SREcon EMEA 2019 - Day 2

Here's a summary of the attended talks:

Advanced Napkin Math: Estimating System Performance from First Principles

Advanced Napkin Math: Estimating System Performance from First Principles

How fast should a system be for certain actions?

Example: 8 bit GET query to a local Redis: 10 ┬Ás

Base rates: Cost (loosly based on Google Cloud Calculator

  • CPU: $10/core/month
  • Memory: $1/GB/month
  • SSD: $0.1/GB/month
  • Disk: $0.01/GB/month
  • Cloud-storage (S3): $0.01/GB/month
  • Network: $0.01/GB/month (between zones, ingress, between regions)
  • Reading 1 GiB of sequential memory takes: ~100ms
  • Reading 1 GiB from SSD takes: ~250ms
  • Writing 1 GiB to SSD takes: ~500ms
  • Writing 1 GiB of random memory in 64-bit increments takes: 1.5 seconds
  • Transfering 1 GiB from one Cloud Region (not zone) to another takes: ~1 minute (150 Mbit/s)

See also:

You need less precision than you think: Provide quick approximation within an order of magnitude of the real answer.

Example: Why did it once take 2-3 seconds to serve a response for some website from D.C. to Australia.

  • Render time: ~100ms
  • Round-trip time between DC and Australia: ~250ms
  • Request cycle round-trips: ~4.5 from DNS(1), TCP(1), SSL(2), HTTP(1)
  • Expected response time: 4* 250ms + 100ms = 1.1 seconds May take a lot more than 1.1 seconds, because of TCP slow start. The mental model is wrong.

Example: Shop with 2^21 products and apply <= 64 filters. How long will it take to get a result?

First principle thinking is required to break out of habbits. And allow improvments in an order of magnitude.


  • (Anki, Messenger Bot)
  • Apply them to your own problems

SRE by Influence, Not Authority: How the New York Times Prepares for Large Scale Events

SRE by Influence, Not Authority: How the New York Times Prepares for Large Scale Events

How to drive change if teams are not required to work with you.

Delivery Engineering:

  • Teams as customers
  • incentivize vs. standardize our tooling and processes
  • Feedback to drive decisions

Architecture Review Template

Application Overview Diagram Repositories Documents & Resources

  • RFCs
  • Documentation
  • SLOs (if they exist)
  • Monitoring
  • Logging
  • Projects & Accounts
  • Load
    • Load Test results
    • Normal traffic graphs Questions:
  • What part of the application is most likely to fail?
  • How do you determine if the application is healthy?
  • Are those health checks automated? Could you provide an endpoint for us to scrape
  • What systems does your application rely on?
  • Can your application survive if a dependent system fails? If so how long?

prepare for extrem conditions Rice and prioritze finding

  • Crate a ticket for reliability issues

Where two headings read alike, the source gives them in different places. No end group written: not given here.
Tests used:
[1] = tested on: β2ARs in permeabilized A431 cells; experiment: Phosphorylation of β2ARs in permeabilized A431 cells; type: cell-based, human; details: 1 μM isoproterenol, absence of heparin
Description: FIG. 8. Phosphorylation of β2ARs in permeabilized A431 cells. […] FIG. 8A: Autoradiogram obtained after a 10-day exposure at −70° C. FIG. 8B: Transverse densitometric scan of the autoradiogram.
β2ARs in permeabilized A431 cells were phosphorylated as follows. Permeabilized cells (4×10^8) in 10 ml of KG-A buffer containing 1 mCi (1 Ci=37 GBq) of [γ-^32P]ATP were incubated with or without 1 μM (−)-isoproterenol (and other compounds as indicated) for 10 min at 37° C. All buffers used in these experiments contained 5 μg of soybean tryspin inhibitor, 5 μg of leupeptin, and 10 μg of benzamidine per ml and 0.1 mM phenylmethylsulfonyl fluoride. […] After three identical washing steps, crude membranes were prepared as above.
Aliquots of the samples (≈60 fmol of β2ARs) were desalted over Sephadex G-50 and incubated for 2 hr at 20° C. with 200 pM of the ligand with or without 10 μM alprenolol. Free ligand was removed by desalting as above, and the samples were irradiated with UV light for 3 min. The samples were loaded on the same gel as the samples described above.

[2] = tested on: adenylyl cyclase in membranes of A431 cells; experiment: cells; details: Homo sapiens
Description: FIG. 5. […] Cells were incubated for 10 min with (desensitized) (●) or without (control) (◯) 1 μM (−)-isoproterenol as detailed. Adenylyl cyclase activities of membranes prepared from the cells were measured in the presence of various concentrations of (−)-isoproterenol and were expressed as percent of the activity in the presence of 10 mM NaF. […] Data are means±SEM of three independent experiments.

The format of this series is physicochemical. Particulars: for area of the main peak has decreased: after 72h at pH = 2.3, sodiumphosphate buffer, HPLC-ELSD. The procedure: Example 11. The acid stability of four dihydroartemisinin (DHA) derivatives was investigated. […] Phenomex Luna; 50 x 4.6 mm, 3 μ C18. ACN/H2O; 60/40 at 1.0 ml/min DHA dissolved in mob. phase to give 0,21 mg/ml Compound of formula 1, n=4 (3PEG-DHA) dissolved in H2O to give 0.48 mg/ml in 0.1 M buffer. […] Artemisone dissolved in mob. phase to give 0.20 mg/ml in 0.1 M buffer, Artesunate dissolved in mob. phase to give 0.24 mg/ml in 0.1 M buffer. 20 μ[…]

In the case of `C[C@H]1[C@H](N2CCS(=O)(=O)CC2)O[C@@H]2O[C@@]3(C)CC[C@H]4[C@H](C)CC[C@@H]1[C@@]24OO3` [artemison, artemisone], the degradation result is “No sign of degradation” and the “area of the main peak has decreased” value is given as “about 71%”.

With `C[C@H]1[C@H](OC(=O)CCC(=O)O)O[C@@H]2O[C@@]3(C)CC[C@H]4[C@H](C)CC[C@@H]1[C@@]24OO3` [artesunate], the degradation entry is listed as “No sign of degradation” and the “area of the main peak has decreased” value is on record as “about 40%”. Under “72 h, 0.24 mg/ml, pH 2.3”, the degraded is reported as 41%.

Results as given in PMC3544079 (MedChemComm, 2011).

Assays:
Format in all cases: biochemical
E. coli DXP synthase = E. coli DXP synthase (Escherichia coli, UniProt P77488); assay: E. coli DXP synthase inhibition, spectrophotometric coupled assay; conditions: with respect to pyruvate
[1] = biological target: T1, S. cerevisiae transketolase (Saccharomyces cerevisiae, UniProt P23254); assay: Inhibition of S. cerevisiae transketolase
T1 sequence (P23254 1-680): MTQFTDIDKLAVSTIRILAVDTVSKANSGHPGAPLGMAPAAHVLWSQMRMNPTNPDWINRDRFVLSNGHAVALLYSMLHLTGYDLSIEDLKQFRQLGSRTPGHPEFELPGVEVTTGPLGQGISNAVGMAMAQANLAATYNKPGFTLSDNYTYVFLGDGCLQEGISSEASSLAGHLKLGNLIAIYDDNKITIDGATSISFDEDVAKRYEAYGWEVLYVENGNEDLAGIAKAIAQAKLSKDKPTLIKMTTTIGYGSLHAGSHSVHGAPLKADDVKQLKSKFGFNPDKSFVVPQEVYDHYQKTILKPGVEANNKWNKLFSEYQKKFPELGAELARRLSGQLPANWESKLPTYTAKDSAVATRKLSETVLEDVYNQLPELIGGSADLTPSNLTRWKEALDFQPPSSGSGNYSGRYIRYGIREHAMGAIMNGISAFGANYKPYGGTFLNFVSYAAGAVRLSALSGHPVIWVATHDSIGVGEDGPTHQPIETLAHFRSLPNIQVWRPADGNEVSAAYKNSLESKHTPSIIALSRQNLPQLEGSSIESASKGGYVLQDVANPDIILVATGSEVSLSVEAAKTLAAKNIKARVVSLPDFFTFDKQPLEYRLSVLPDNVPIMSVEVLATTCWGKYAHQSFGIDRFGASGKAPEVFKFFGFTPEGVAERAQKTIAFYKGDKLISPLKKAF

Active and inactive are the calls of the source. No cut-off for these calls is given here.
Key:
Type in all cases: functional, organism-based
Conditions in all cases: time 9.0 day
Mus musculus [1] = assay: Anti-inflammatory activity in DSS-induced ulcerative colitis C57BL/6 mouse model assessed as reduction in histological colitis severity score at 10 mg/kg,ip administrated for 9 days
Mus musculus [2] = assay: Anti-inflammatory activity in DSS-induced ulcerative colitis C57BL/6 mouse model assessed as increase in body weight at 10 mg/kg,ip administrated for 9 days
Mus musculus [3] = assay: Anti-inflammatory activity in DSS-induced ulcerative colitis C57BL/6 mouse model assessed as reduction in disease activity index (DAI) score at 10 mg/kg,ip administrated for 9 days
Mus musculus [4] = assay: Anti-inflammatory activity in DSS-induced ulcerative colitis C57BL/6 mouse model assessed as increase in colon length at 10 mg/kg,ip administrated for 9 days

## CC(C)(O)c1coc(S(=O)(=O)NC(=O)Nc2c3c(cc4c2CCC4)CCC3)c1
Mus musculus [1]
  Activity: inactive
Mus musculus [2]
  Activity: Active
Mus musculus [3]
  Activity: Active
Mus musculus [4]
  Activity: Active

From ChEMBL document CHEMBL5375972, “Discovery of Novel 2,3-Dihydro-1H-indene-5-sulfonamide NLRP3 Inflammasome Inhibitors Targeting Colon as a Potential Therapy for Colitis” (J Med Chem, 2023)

• scrum of scrum: talkthrough blockers Plan degradation strategy Incidents:
  • Understand Role: Incident Commander
  • Incident Lifecylce

Load Balancing Building Blocks

Load Balancing Building Blocks

Every Request to Facebook goes at least through 7 loadbalancers.

Loadbalance because:

  • too many requests
  • defending against failure
  • grace fully add capacity

Prox L4/L7 Loadbalancer:

  • SPOF
  • Active/Passive
  • Health Checking Backends
  • Backend Failure: TCP reset
  • History:

    • L4 because CPU was the bottleneck before the network became a bottleneck
    • Increased CPU allows L7 features Prefare L7 over L4 these days

    DNS Loadbalancing flavours:

    • RR DNS
    • Anycast DNS
    • Geoaware DNS
    • Network aware NDS
    • Latency aware DNS Problems:
  • caching (short TTL doesn't fix anything)
  • Anycast routing not always optimal
  • Limited information - resolver doesn't pass information on

Latency measurement:

  • combine DNS resolver (specific url, e.g.: logs with webserver logs (host:

Why POPs:

  • less complex than an entire new region, because it only serves web traffic
  • RTT to POP is significant lower
  • POP to DC has an already active connection

You need a global LB if the requests exceed the POP capacity. Facebooks solution is cartographer: Direct traffic to POP/DC as much as it can handle. cartographer uses DNS LB. It asnychronously builds a map for traffic distribution.

MagLev LB:

What Happens When You Type

What Happens When You Type

Wikipedia runs on ~1300 Bare Metal Servers in 3 main Data Centers. Their main application is Mediawiki, a LAMP Stack application.

Applicaton Layer Caches

Wikimedia is moving from Mediawiki and Parsoid to a micro service appliation.


  • Bare Metal + Puppet
  • Calico as CNI
  • Helm Deployments
  • Docker as CRE Message Queuing:
  • Apache Kafka MariaDB:
  • Divided into sections (shareds)
  • Cross DC replication
  • TLS accross all DBs
  • Snapshot and local dumps for DR Storage:
  • Swift
    • HTTP
    • easly scalable
  • 390 TB of Data Network:
  • Ping: offloading servers (everybody pings to check if the network is ok) CDN:
  • TLS: Nginx
  • Varnish: FE (in memory)
  • Varnish: BE (local storage)
  • ??
  • Migration to Apache ATS (needed features are only available in nginx+ and varnish+)

Workshop: Statistics for Engineers

Statistics for Engineers

Git Repo: Statistics for Engineers

Per default the script in the Repo expects a .circonusrc.json. If you're not a circonus customer, you have to adjust the script. Open 2019-10-02-SRECon-Dublin/ and remove all lines after and including with open(os.path.expanduser("~/work/.circonusrc.json"),"r") as fh:. Thats it.

This is a challenging workshop. Heinrich shows a lot of code and diagram samples and explains a lot. But it is quite hard to follow. In this Git repo is a Dockerfile which creates a jupyter notebook environment where you can test all his examples.

Everyone who is interested in metrics and monitoring should take a look at his Git repo.

Talks I missed